Boar's Head and Yule Log Festival
2017 Festival Dates: January 6, 7 & 8
Click here to download the program.
Click here to download a Seating chart.
One of the highlights of the Music and Arts Ministry of Asylum Hill Congregational Church is the annual Boar's Head and Yule Log Festival—a celebration of Epiphany through music, dancing, pageantry and live animals.
Demand is heavy for the 4,000 available tickets (which go on sale in November). The addition of local dance ensembles and a fresh approach to music and staging, as well as the addition of court visitors from other lands enables the festival to showcase other music and cultural organizationsbrings and brings renewed energy and vision to the festival. This culminating event of the holiday season continues to attract new people to this active and friendly church. All are invited to Drew Hall after the performance for a gala reception where the ferocious boar’s head, the mince pie and many of the festival properties are on display.
For information on how you can participate, contact Tom Donahue, Boar's Head Festival chair.
Click here for the Hartford's Courant's photo highlights of the 2015 Boar's Head Festival
A Synopsis of the Festival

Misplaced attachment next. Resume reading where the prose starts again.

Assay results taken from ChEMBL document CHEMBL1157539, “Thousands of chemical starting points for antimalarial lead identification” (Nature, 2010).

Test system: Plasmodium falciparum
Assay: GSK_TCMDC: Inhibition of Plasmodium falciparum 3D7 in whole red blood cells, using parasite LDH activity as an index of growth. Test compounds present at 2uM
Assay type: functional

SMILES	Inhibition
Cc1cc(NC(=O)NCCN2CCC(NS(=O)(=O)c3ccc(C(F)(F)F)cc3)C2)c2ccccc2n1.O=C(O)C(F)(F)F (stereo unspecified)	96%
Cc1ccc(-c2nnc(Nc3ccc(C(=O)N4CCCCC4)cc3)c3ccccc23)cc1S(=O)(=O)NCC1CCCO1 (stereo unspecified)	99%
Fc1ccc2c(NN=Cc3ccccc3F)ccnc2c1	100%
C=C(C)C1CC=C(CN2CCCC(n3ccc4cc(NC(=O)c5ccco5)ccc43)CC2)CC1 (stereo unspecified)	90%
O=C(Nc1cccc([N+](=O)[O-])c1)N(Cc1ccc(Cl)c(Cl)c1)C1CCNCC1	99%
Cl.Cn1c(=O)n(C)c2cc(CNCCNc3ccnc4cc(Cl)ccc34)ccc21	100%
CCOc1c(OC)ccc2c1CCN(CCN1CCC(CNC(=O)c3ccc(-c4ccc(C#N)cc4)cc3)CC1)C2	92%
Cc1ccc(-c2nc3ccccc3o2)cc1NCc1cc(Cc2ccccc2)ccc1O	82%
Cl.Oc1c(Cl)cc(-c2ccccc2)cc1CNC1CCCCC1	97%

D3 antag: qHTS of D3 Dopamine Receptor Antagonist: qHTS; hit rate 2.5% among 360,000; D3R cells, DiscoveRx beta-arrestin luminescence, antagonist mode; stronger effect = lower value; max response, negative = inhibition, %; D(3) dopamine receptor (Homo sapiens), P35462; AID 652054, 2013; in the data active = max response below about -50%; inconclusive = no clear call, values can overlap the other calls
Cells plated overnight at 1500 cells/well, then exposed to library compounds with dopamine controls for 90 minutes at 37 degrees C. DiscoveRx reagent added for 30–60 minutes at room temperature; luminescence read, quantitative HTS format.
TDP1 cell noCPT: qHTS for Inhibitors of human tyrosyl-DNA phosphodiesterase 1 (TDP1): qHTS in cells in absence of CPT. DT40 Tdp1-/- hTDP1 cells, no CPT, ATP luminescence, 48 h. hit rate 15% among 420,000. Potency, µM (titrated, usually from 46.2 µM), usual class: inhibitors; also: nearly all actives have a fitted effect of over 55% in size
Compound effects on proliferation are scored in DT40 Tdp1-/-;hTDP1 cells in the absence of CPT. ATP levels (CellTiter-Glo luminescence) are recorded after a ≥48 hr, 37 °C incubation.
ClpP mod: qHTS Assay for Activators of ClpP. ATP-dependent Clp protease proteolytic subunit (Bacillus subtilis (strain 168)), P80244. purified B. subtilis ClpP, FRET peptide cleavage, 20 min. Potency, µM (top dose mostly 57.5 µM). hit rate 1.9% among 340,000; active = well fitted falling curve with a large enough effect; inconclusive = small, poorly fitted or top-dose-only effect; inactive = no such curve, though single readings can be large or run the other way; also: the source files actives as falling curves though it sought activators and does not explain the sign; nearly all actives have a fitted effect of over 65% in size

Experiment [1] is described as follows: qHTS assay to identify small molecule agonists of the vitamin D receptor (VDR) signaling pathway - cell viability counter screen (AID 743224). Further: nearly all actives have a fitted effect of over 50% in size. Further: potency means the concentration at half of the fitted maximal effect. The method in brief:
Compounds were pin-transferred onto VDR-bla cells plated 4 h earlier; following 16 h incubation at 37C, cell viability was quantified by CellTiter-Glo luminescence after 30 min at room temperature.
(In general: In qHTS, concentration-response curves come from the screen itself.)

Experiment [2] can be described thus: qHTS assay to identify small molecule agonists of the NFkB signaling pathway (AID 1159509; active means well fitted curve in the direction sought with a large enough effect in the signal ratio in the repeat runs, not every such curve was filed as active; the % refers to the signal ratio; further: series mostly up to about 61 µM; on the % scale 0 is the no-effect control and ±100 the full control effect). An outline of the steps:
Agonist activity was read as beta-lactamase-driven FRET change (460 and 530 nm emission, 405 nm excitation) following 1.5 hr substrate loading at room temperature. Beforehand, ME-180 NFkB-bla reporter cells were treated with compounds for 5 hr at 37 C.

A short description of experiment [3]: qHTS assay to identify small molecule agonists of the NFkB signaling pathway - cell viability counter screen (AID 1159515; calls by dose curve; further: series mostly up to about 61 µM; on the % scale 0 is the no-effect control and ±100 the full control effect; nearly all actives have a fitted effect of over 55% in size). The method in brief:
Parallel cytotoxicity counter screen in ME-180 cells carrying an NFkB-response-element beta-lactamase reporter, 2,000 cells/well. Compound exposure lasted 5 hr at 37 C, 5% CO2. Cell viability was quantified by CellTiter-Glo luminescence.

The church is decorated for a great banquet. Upon entering, our guests are greeted by a brass ensemble, a mime, jugglers, a puppeteer and jesters, recalling the Christmas entertainment provided by the Lord Mayor of the city of London. These festivities originated in the late 15th century and continue to this day. Soon the festival begins as bagpipers catch our attention and we watch a traditional highland dance. A drummer announces the high king and queen who lead a procession of lords and ladies to the majestic Earle of Oxford’s March, written by William Byrd in the 16th century for just such an occasion. A fanfare and singing herald announce the arrival of the boar’s head, symbolic of Christ’s triumph over evil; accompanied by the royal hunter and his attendants, full of pride. A great procession of cooks and staff follows, bringing forth the great feast. Then follow King Wenceslas and his page reminding us to help those in need. The festival builds in intensity to a rousing rendition of Deck the Hall, and woodsmen enter with the Yule log, which represents the rekindling of love. Next, visitors from a foreign land arrive with their entourage offering gifts. The sweeping entrance of our dancers, accompanied by a grand Gloria, signals a spiritual change, as the manor hall becomes a great cathedral for the worship of the newborn King. We prepare ourselves for Epiphany as a small child brings a lighted candle into the darkened church, symbolizing the coming of the light of Christ. We witness the arrival of Mary and Joseph as we listen to the simple melodies of O Little Town of Bethlehem and Once in Royal David’s City. The shepherds, instructed by the angel, find the holy family, as the three kings arrive in majesty and splendor, bearing gifts of gold, frankincense and myrrh. When all have assembled, they kneel in adoration—lords and servants, shepherds and kings—before the Lord of Lords! As the church is darkened and the Epiphany star shines brightly, the Yule sprite returns, and together the child and a simple monk of the church lift up and carry forth Christ’s light to all people.